What other new things can we expect from Gibson?
In the UK there'll be the Futura, similar in shape to the Corvus although not exactly — it's got an angled neck and peghead. We've already started on the Heritage V's, and there'll be a korina wood Explorer. The name of the Futura says that we intend to be the major name in guitars. That guitar is destined for a segment of the market which is probably those younger players you talked about earlier, who are looking for new shapes. They're perhaps getting a little tired of the original Gibson shapes which everybody has adopted, or 90% have adopted. If you looked around Frankfurt this year I think one paper said there were six different Explorers — so we've invented another shape.
Gibson is known very much at the moment for re-issues, limited editions and so on, which tend to be past models. I don't think you're known for new ideas at the moment.
Well that bears out what I've just said to you. Take the Flying-V — they're not re-issued at a whim, some idea that we had; 'Oh, let's re-issue that.' It's because people want them. When we were recently beginning to think of the idea of coming out with the Moderne again, suddenly, while we were talking and thinking about it, there were about 6 letters in 2 months, I think, in the American music press. 'Will somebody tell me where to find a Moderne', 'I want a Gibson Moderne'. And advertisements: 'Wanted by well-known guitarist, Gibson Moderne.'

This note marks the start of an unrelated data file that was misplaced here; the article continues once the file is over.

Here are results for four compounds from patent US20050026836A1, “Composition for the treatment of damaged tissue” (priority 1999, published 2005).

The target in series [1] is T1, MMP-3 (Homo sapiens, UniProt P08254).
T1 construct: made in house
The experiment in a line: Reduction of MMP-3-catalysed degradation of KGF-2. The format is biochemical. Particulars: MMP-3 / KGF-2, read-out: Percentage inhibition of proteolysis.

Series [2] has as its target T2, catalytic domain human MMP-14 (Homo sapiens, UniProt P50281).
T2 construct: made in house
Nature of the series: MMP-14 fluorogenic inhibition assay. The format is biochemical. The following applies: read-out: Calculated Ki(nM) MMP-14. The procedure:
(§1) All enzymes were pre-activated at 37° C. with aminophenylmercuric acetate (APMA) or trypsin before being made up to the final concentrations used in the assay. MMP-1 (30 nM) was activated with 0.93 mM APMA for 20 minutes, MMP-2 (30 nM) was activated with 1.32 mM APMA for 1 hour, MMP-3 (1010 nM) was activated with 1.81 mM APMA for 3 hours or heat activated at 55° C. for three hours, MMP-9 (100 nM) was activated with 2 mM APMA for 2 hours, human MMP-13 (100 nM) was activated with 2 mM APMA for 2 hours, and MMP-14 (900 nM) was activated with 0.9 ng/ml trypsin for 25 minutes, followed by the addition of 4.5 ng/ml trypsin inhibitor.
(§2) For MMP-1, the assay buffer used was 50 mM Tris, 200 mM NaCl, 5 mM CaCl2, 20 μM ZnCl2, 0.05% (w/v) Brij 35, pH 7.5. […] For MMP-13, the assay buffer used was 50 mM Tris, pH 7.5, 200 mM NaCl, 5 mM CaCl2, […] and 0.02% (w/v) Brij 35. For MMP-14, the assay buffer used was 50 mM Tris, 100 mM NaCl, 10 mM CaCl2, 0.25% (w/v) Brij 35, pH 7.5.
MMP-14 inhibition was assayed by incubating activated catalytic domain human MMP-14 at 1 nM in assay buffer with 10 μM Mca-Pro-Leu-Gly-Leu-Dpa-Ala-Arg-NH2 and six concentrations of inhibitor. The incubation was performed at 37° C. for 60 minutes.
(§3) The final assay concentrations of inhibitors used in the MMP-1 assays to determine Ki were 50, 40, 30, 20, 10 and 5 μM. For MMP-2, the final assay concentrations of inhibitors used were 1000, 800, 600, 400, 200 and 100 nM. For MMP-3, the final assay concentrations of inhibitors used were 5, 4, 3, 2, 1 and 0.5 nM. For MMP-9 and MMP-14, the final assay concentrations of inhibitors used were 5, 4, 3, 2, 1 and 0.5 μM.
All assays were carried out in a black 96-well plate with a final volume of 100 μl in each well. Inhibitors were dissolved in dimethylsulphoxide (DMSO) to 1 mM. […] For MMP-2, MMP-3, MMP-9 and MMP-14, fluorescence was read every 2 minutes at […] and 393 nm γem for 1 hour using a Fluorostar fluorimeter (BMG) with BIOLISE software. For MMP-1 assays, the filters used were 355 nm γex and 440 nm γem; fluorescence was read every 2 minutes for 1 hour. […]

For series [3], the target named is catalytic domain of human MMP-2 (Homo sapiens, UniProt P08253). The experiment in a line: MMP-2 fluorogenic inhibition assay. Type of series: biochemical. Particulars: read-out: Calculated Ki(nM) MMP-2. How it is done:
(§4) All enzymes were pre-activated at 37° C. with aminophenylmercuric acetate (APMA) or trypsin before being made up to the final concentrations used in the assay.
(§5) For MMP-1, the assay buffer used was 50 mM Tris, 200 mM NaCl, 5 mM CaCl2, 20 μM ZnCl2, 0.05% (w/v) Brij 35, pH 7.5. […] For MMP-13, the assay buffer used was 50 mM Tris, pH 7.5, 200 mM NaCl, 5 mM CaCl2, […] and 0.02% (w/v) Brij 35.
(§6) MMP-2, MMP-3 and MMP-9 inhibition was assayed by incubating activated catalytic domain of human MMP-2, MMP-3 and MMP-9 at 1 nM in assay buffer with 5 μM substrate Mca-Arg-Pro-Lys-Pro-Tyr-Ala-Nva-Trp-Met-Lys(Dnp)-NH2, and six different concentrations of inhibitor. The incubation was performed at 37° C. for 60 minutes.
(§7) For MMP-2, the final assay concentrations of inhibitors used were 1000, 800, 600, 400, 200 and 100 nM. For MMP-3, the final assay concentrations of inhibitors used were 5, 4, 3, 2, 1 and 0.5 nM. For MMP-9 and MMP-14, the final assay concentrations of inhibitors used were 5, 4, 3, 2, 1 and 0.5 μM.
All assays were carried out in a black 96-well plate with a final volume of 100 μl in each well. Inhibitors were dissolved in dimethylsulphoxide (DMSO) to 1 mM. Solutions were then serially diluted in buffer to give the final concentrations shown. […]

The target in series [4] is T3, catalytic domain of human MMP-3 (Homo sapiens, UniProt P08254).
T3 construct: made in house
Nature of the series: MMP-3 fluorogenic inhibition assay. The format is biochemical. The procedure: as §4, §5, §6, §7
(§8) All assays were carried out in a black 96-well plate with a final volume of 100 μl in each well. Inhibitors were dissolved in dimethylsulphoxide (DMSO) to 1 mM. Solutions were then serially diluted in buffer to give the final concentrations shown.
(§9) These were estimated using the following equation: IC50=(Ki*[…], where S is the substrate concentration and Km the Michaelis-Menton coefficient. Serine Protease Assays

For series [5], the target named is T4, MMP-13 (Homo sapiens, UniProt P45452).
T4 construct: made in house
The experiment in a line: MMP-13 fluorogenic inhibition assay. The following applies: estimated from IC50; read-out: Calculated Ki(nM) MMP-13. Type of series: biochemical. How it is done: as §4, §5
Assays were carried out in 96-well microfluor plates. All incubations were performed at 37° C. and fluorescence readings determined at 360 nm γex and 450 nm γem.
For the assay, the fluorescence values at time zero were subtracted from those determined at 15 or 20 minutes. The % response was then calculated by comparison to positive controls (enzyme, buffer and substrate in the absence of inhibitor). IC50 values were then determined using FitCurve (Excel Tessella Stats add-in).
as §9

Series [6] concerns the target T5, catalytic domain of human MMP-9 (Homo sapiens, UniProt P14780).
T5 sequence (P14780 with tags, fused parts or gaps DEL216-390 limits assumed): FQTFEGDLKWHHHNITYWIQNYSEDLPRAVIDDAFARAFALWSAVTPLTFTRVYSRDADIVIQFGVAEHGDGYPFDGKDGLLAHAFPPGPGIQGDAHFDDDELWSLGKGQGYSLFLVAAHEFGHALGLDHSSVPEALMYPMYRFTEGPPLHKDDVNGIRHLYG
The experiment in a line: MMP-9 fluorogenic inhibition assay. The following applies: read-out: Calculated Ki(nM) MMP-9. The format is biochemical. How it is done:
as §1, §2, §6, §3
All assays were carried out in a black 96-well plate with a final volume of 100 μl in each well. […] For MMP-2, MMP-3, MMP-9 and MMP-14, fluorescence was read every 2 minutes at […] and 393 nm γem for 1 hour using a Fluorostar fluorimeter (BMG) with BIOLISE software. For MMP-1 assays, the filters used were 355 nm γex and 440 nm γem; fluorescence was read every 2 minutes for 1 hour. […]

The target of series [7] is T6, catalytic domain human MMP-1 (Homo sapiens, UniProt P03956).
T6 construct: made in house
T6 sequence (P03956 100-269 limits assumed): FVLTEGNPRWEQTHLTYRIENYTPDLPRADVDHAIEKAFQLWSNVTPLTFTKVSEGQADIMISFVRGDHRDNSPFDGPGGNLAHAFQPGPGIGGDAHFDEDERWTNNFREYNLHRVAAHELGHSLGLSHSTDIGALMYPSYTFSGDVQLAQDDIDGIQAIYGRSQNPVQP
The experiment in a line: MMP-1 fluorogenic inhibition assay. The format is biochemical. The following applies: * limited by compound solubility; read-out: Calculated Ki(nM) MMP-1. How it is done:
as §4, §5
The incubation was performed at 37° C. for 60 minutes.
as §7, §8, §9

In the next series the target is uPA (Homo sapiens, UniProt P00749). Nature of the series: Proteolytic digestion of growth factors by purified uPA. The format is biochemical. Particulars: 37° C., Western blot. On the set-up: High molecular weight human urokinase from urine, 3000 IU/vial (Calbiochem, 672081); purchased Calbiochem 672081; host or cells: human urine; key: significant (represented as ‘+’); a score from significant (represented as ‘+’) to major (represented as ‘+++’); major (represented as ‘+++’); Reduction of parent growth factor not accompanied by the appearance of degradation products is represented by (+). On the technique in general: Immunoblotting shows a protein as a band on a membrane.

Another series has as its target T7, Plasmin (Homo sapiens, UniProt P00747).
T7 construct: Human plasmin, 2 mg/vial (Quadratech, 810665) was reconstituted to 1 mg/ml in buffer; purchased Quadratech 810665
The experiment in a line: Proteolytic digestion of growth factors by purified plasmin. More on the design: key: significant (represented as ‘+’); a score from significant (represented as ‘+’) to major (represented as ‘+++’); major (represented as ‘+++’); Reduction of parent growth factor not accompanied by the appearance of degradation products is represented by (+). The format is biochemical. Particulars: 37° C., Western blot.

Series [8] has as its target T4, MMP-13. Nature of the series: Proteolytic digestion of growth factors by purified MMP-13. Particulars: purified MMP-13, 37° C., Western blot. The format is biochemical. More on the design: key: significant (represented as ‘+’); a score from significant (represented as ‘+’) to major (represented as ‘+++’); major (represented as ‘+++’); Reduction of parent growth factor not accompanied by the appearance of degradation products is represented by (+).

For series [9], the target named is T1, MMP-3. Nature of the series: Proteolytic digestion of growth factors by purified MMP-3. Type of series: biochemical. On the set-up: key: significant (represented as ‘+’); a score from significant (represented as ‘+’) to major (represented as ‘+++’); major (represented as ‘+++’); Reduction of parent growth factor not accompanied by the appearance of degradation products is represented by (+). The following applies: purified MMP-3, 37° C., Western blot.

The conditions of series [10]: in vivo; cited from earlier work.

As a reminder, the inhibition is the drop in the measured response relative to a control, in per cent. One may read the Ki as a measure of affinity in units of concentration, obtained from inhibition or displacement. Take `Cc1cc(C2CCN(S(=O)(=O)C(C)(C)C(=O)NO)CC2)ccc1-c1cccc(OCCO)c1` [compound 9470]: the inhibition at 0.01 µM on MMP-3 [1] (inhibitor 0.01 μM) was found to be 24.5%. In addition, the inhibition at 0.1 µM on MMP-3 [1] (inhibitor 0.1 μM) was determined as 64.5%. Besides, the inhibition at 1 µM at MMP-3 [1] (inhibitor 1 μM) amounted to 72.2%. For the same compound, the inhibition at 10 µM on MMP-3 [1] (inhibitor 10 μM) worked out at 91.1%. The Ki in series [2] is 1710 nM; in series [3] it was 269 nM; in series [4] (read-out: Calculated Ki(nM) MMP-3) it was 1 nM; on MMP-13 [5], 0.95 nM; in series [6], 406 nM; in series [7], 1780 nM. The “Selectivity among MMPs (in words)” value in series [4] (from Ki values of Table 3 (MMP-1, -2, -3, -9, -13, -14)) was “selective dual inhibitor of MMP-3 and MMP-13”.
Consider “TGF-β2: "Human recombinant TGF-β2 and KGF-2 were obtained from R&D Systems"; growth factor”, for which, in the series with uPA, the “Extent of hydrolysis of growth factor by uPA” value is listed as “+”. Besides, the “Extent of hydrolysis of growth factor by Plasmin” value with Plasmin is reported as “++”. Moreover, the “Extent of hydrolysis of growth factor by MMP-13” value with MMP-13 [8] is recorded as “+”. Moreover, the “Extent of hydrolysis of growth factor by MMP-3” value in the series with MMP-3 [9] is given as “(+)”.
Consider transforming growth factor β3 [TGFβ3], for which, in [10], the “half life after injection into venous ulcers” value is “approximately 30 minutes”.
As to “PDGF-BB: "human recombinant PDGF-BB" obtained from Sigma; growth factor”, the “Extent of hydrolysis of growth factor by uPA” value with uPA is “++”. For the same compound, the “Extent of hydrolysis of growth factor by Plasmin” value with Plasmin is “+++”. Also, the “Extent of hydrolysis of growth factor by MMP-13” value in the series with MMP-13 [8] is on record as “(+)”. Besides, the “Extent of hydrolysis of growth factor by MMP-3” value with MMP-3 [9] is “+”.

And there are innovations today, for example the Chet Atkins. To talk about Gibson's innovations, go back 60 years and run through them — truss rod, machine heads, f-holes, tuneamatic bridges — the small things that nobody thinks of. The big things too, Flying-Vs, Explorers, Chet Atkins today, the Moderne — in no particular order. We innovated.
How much activity is there in Research and Development (R&D) at the moment?
No less than there has ever been, Bruce Bolen is still responsible for that and obviously will be for many years. It's still situated in Kalamazoo, that's where the R&D workshop is.
How many people are involved in R&D?
That's difficult to put a figure on — probably you're talking about four or five people in total, constantly involved in it. But everybody's got an input to it, not least among which are the two plant managers of Nashville and Kalamazoo. We also consult our distributors tremendously, and we develop custom instruments for particular markets.
I wondered if there are any particular areas R&D is concentrating on at the moment — there is this move to slightly odder body shapes in the solid electrics that you've mentioned, for example.